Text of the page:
He’s been around a long time – he celebrated his 83rd birthday on November 28 – and the music he brought to the world is timeless and will live on forever. I’m talking about Motown founder Berry Gordy. While others his age may tend to slow down, Gordy tossed another load of coal in the firebox for full steam ahead for his upcoming Broadway show, “Motown: The Musical.”
Responsible for launching the careers of superstar icons like Smokey Robinson, Marvin Gaye, Michael Jackson, Diana Ross & The Supremes, The Temptations, Stevie Wonder, The Four Tops, Martha & The Vandellas, and so many, many others on the roster, Gordy recently told a Chicago audience, “I knew there was talent beyond just white voices. There were soulful sounds being made by blacks but no one could hear them because they had nowhere to go to produce the kind of music blacks wanted to hear.” [Los Angeles Sentinel 11/29/12]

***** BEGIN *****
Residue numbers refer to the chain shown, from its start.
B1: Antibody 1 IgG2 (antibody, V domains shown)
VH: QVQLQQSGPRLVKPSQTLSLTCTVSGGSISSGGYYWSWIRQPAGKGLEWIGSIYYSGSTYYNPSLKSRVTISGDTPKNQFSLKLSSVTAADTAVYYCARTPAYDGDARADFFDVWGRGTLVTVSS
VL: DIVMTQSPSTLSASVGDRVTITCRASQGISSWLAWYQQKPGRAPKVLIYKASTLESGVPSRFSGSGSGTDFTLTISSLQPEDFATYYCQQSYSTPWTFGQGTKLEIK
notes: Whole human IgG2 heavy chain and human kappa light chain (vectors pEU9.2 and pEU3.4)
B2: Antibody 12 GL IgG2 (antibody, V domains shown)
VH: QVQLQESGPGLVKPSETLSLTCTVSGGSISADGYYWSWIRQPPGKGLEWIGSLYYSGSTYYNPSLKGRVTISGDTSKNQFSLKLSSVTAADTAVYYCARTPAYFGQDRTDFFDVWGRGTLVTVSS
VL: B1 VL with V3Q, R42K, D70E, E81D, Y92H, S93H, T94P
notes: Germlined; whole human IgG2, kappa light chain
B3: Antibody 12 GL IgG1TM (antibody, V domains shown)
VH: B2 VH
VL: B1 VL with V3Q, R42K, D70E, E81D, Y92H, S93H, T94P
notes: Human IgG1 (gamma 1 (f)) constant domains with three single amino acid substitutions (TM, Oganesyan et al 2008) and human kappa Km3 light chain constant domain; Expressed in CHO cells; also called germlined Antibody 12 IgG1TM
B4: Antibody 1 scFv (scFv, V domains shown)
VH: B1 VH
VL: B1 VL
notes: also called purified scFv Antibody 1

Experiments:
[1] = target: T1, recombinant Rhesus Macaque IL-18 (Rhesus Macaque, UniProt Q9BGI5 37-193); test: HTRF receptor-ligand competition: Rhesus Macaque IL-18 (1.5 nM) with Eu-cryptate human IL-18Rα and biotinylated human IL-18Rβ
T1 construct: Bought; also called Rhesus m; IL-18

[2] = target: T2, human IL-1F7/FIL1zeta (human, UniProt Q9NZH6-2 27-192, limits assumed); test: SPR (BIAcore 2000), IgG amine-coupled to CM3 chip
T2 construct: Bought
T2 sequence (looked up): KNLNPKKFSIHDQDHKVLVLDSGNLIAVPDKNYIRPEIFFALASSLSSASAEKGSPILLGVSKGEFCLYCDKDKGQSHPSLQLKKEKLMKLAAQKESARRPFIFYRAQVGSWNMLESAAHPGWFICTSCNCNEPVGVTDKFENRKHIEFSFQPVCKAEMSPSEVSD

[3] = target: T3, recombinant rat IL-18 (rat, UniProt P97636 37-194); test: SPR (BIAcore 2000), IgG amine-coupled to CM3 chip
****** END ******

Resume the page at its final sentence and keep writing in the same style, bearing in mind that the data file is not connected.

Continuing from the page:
In a 2009 interview marking the 50th anniversary of Motown Records, Smokey Robinson said, “Motown is historical. It’s a once in a lifetime musical event. On day one…Berry Gordy said ‘We’re going to make music for the world. We’re not gonna make ‘black’ music; we’re gonna make music that has great stories and great beats. That’s what we started out to do, and we accomplished that.”
Chicago’s non-profit organization, The History Makers, hosted a tribute to Gordy at the Art Institute of Chicago, where he was interviewed in front of a live audience by PBS-TV journalist Gwen Ifill. The show is scheduled for airing in the spring of 2013.
A little-known fact: In 2001 Gordy established a relief fund – the Gwendolyn B. Gordy Fund – for former Motown artists, musicians, and writers from the ‘60’s and ‘70’s in need of assistance. He donated $750,000.00 in the name of his late sister.